Muscle Mustangs & Fast FordsHow To Drivetrain
Beefing up an SN95 Mustang Rearend with Strange Engineering
A Stranger Thing
Remember when the only rearend for any serious project was a Ford 9-inch? Introduced in the late 1950’s, Ford’s bulletproof rear axle was tucked under everything from trucks to T-buckets for two good reasons: brute strength and aftermarket support. In 1986, V8 Mustangs gained a new, updated axle featuring a slightly smaller 8.8-inch ring gear. Over time, the aftermarket embraced the new 8.8 axle for it’s widespread availability, excellent strength, updated design, and high efficiency. The venerable 8.8’s architecture continues today under every Mustang rolling off the assembly line. Now all but the wildest quarter-mile monster Mustangs trust an 8.8 axle to spin the slicks.
When Strange Engineering’s JC Cascio decided to tackle a 1997 Mustang project, he faced a decision: keep the 8.8, or go bigger. Even with a shop full of the toughest 9-inch goodies money can buy, Cascio chose the former and fortified the Mustang’s 8.8 axle. After all, an 8.8 bolts right in and can handle just about anything a motor will throw at it.
To build his 8.8 rear end, Cascio selected a Motive Gear 3.73:1 ring and pinion set, a Motive Gear installation kit, an Eaton 31-spline limited-slip differential, Strange 31 spline c-clip axles, ABS rings, and a Strange HD 1350 Series pinion yoke. A couple bottles of Lucas Oil 85W-140 gear oil and Ford friction modifier rounded out the supply list.
The Strange 31-spline axles match the stock length for 1994-1998 Mustangs, and are precision-machined from modified 1550 premium steel in the United States. The flanges include provisions for both screw-in and press-in studs.
Strange’s HD 1350 Series pinion yoke is cast in nodular iron and features additional material in critical areas for increased strength. The yoke accepts an oversized 1350-series universal joint. If Cascio breaks one of these, he’s got other problems.
Follow along as we see how the folks at Strange Engineering rebuilt their 1997 Mustang’s 8.8 rearend.
1. One of the few weak points in the Ford 8.8 rear end is the factory 28-spline axle interface. Fortunately, Strange Engineering’s 31-spline axle is an easy upgrade.
2. Strange’s PN 3110 axles not only are the required length for 1994-1998 Mustangs, they are precision-machined from modified 1550 premium steel in the United States. The majority of the machining is performed prior to heat treat to keep the hardness consistent where it counts.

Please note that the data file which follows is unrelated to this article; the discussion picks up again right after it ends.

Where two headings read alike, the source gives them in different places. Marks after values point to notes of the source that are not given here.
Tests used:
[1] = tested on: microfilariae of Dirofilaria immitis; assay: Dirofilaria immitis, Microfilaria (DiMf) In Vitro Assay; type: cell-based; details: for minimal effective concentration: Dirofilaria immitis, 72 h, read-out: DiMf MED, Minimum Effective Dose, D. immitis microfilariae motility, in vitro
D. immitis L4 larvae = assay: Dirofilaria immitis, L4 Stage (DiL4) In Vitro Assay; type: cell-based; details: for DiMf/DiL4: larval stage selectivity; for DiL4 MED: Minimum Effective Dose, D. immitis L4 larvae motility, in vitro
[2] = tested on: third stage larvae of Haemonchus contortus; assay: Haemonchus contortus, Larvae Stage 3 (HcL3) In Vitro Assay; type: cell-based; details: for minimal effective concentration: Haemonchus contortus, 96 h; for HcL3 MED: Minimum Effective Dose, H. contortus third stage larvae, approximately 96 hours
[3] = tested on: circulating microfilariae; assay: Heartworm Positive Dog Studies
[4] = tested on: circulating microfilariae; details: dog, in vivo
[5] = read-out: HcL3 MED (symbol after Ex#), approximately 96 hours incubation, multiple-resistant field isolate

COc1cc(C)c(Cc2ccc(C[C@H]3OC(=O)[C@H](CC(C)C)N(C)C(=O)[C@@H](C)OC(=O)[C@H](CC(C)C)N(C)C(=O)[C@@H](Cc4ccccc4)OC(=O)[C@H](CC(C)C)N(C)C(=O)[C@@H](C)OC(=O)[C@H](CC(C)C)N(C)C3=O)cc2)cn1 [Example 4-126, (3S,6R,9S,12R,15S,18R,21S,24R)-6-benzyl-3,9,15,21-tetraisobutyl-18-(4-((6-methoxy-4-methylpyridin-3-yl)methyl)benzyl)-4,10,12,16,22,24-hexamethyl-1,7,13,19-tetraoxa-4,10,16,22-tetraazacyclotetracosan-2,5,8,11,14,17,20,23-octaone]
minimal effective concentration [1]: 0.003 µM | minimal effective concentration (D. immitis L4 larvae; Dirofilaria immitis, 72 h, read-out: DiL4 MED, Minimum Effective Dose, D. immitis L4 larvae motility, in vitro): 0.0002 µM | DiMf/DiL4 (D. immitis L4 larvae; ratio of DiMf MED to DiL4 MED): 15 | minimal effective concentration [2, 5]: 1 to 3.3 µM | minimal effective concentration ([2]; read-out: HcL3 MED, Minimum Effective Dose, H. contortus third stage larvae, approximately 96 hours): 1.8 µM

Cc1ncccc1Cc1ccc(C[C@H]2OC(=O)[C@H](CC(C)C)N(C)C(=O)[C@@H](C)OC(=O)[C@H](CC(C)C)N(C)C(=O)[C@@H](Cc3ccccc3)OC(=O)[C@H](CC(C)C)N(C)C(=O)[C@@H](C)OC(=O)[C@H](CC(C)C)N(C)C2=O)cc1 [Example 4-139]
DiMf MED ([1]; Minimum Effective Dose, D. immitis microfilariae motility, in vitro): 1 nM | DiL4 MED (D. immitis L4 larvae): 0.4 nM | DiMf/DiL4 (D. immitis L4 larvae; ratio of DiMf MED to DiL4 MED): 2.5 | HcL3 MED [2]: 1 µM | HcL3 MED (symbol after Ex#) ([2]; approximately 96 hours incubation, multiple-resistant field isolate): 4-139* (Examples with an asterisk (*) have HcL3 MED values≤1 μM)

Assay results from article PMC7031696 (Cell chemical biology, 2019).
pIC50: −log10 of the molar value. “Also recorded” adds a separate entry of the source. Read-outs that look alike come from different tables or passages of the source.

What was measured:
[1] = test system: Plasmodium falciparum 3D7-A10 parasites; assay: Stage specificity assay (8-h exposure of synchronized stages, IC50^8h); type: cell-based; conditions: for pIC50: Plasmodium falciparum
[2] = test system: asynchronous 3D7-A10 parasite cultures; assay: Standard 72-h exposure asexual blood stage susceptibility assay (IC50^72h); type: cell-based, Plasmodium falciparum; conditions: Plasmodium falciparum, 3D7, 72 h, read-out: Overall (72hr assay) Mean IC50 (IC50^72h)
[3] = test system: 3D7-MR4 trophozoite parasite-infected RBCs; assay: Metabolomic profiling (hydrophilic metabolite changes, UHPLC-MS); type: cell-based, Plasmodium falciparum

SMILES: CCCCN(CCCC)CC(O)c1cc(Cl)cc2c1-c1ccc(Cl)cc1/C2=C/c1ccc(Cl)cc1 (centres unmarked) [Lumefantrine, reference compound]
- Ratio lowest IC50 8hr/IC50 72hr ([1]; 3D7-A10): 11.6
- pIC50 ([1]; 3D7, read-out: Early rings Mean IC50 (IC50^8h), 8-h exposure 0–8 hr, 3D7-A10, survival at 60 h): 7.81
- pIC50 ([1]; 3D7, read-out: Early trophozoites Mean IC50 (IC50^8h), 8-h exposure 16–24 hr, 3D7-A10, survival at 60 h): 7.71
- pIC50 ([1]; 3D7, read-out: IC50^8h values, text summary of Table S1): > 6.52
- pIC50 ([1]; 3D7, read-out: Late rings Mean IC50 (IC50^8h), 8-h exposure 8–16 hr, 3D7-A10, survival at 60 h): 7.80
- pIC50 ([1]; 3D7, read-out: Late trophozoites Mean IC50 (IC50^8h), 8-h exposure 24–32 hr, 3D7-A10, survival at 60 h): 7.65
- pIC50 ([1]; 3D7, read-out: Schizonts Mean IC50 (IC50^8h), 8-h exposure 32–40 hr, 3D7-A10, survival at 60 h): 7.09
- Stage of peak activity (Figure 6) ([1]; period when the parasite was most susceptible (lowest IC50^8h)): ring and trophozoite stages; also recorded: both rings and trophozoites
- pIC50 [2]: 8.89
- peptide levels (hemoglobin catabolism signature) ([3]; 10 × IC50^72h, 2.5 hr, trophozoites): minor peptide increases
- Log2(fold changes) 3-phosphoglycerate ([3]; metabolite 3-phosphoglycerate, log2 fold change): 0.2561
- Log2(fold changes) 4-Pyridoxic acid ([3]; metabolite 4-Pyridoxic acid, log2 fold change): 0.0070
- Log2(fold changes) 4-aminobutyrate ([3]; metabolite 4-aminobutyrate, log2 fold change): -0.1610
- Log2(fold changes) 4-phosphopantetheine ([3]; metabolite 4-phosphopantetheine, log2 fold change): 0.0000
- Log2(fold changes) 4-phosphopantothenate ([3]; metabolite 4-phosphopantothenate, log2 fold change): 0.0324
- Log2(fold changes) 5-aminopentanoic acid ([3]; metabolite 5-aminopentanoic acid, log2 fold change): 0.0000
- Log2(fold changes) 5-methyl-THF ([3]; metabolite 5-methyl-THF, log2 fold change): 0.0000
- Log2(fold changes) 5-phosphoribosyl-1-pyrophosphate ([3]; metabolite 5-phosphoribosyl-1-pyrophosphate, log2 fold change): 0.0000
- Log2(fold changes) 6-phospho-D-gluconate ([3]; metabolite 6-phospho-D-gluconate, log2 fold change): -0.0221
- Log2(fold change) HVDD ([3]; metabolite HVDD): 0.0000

3. The Strange 31 spline axles are machined after heat treat in critical areas to maintain a precision finish on the bearing and seal surfaces for long life, strength, and to prevent leaks.
4. The Strange axle flanges include provisions for both screw-in and press-in studs.
5. Strange Engineering offers everything needed to swap new axles into a Mustang 8.8, including ABS reluctor rings, screw-in studs, bearings, and seals.
6. Strange’s JC Cascio chose a 3.73:1 gear set from Motive Gear to give their 1997 Mustang more grunt off the line and less RPM drop between shifts.
7. To simplify installation, Cascio ordered a Motive Gear installation set, which included fresh bearings, seals, and ring gear bolts.
8. To match the 31-spline axles, Cascio opted for a stout 31-spline Traction-LOK differential from Eaton.
9. To top off the installation, the Strange crew grabbed a couple bottles of fresh Lucas Oil 85W-140 gear oil and Ford friction modifier.
10. After gutting and cleaning the 8.8 rear end from their 1997 Mustang, they pressed the pinion bearing on the gear and installed it into the housing. (Note: the steel drum rimmed with a rubber hose that acts as both a support fixture and a drain pan for axle rebuilds.)
11. Next, they installed the Strange HD 1350 pinion yoke. This hefty piece isn’t only stronger than the OEM flange, it accepts an oversize 1350 universal joint for maximum strength.
12. Next, they pressed the ring gear and bearings on the differential, and slid it into the housing.
13. Using gear marking compound, the Strange Engineering crew set the pinion depth and used shims to set the gear back lash.
14. With the rear gears set up, the axles were installed next. They were careful not to damage the seals with the splines during installation.
15. Using both hands, they pointed the ends of the axles upward so they engaged the splines of the differential. Note that the screw-in studs are installed.
16. Next, they installed the C-clips on the ends of the axles using a magnet. With everything buttoned up, they poured in the friction modifier and gear oil.